"This is the most perfect answer we could ask for. I mean if we're looking at an alternative of starting a nonprofit to run a community-based daycare, buying a building or building a building ourselves, nothing is better than letting the market take over," Ruter said.

Chelsey Smith, reached after the city council meeting, said April Breck has been hired as the new director.

Smith said she and her husband, Derek, "wanted to see the center stay open not only for the current children, but for the future children of the community."

Council member Gary Heckard said, "If we don't give them this grant, is that going to stop them from having the business?"

Ruter said she did not believe the Smiths were going into the venture as something that was going to make them a ton of money, but more as a service to the community.

"I do think this grant makes a significant difference for them," Ruter said.

Council member Brandon Carlin said, "The larger the time frame is between this closing and not, there's going to be other in-homes popping up. I think the fact that this is something we need to stand firm behind and supporthaving a center that's open maybe longer hours than in-home where sometimes people are working ten hour days, whereas in-home, sometimes but not always, they want you here by [a certain time] and out by [a certain time] and I know with our experience with A Child's World, they were open early if you had to go in a little early. I just think a center for our area is a huge benefit."

Smith said, "[The Center is a huge asset to Estherville and Tara [Pyawasit] has done such a nice job with it for the past years; we hope we can continue the same successful business."

Ruter said the plans for the center include one full time job for the director and 14 part-time positions.

Clayton said Upper Des Moines Opportunity would continue to lease two rooms in the building through August, 2020, when it is anticipated all Head Start classrooms would be in the former Roosevelt School building UDMO purchased from the school district.

"We've been hearing from many parents that daycare is an issue in Estherville long before A Child's World closed," Ruter said. "It's one of those things where we hear it, we think, 'Well, we should probably deal with this at some point in time,' but it's never been so immediate."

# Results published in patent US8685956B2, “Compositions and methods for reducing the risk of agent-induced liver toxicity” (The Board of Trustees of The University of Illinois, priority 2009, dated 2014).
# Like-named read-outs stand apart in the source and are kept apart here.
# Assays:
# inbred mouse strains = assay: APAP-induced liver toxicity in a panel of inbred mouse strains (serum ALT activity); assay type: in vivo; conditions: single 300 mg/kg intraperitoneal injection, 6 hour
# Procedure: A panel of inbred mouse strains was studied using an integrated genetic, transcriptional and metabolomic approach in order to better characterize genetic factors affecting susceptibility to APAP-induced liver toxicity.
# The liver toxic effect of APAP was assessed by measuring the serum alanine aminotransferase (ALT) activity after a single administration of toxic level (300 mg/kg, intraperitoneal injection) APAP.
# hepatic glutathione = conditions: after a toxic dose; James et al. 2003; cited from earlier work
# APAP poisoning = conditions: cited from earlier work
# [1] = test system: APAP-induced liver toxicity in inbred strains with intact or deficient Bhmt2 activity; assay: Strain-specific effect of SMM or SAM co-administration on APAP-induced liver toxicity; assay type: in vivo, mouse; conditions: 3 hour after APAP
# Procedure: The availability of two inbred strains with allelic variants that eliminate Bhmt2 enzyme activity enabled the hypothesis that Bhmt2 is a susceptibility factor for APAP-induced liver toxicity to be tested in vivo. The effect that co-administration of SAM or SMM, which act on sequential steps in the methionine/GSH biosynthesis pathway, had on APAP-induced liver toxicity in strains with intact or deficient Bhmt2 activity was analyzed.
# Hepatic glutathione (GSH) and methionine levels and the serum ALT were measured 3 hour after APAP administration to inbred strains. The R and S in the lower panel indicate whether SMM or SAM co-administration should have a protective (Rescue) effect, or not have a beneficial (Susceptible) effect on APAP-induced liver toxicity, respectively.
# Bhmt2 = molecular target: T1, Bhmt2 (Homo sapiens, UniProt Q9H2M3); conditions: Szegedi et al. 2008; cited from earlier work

Ruter also pointed out day care is not just an Estherville or Emmet County problem.

"It's an Iowa problem. It's an America problem," Ruter said.

Council member Dave Seylar said, "I think in the greater scheme of things, for the city, $10,000 is not a very big investment to at least keep the existing spots available."

Andrea Blaise, a registered in-home daycare provider, said she received 16 phone calls inquiring about daycare spots, a few before and many since A Child's World announced its closing. However, her daycare is full. Blaise is the daughter of Sandy Shonkwiler. The two said they were considering the purchase of an Estherville building and converting into a daycare.

Shonkwiler said, "It will not be as large as A Child's World, but our plans are to have a nice center and [Blaise] has met all the requirements to run one."

Council member Roger Guge said, "So there's a continuing need for daycare beyond the 71 positions from the closing of A Child's World, so even with the new purchase going forward, this won't stop your progress?"

Shonkwiler said, "No. She was already looking at her options before [A Child's World] closed. She's at her max and she was already receiving frequent phone calls from parents still looking for daycare spots."

"I know from working at the hospital that recruitment of medical professionals for the area, part of the problem is daycare for people coming in, so it's really difficult," Shonkwiler said.

Ruter said, "We're still definitely in need of more. If we save A Child's World, that's just a first step."